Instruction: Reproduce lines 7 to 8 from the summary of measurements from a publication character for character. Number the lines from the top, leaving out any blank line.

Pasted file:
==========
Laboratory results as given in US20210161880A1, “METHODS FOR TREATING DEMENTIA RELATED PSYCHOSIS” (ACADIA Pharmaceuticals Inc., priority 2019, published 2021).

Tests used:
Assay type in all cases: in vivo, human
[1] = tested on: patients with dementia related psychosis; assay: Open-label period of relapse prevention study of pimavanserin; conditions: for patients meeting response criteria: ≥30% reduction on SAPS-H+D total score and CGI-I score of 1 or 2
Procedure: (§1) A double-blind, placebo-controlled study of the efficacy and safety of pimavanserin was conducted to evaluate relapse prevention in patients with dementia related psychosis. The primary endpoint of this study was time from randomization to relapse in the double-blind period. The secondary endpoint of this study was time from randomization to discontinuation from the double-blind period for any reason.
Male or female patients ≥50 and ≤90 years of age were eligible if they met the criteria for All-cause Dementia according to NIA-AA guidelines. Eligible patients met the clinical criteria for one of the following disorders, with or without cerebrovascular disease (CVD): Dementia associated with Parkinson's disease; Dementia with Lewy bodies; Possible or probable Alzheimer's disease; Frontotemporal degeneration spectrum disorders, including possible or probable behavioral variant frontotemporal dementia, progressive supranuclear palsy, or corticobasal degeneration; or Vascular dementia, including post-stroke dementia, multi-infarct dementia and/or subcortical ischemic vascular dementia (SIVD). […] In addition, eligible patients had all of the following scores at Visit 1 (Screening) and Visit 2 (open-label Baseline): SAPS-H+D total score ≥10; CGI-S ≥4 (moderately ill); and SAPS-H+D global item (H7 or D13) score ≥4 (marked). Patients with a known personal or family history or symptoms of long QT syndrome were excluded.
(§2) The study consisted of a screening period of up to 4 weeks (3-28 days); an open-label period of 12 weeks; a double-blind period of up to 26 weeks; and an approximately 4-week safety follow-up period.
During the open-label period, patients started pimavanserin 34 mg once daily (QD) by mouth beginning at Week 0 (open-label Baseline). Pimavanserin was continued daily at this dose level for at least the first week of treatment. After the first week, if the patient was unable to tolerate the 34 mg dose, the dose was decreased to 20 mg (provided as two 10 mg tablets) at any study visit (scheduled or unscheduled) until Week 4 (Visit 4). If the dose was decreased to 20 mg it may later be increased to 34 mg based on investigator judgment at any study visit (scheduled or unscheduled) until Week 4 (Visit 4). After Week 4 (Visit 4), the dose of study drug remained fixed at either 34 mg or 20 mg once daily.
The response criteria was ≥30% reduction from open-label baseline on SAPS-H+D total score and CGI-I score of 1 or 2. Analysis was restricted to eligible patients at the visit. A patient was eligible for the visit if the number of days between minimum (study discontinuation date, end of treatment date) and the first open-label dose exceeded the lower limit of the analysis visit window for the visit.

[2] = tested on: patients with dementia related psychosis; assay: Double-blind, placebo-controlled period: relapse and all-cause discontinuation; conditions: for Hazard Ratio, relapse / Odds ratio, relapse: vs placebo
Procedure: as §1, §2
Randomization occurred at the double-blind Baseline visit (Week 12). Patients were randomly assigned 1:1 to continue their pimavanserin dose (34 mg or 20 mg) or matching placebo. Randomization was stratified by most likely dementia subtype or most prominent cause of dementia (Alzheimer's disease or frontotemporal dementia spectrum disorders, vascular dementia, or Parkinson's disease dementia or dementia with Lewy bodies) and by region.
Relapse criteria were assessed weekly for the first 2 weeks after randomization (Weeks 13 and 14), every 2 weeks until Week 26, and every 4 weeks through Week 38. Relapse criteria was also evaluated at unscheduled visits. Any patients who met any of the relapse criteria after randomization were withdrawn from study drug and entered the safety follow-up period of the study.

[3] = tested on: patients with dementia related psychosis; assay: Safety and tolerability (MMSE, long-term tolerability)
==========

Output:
(§2) The study consisted of a screening period of up to 4 weeks (3-28 days); an open-label period of 12 weeks; a double-blind period of up to 26 weeks; and an approximately 4-week safety follow-up period.
During the open-label period, patients started pimavanserin 34 mg once daily (QD) by mouth beginning at Week 0 (open-label Baseline). Pimavanserin was continued daily at this dose level for at least the first week of treatment. After the first week, if the patient was unable to tolerate the 34 mg dose, the dose was decreased to 20 mg (provided as two 10 mg tablets) at any study visit (scheduled or unscheduled) until Week 4 (Visit 4). If the dose was decreased to 20 mg it may later be increased to 34 mg based on investigator judgment at any study visit (scheduled or unscheduled) until Week 4 (Visit 4). After Week 4 (Visit 4), the dose of study drug remained fixed at either 34 mg or 20 mg once daily.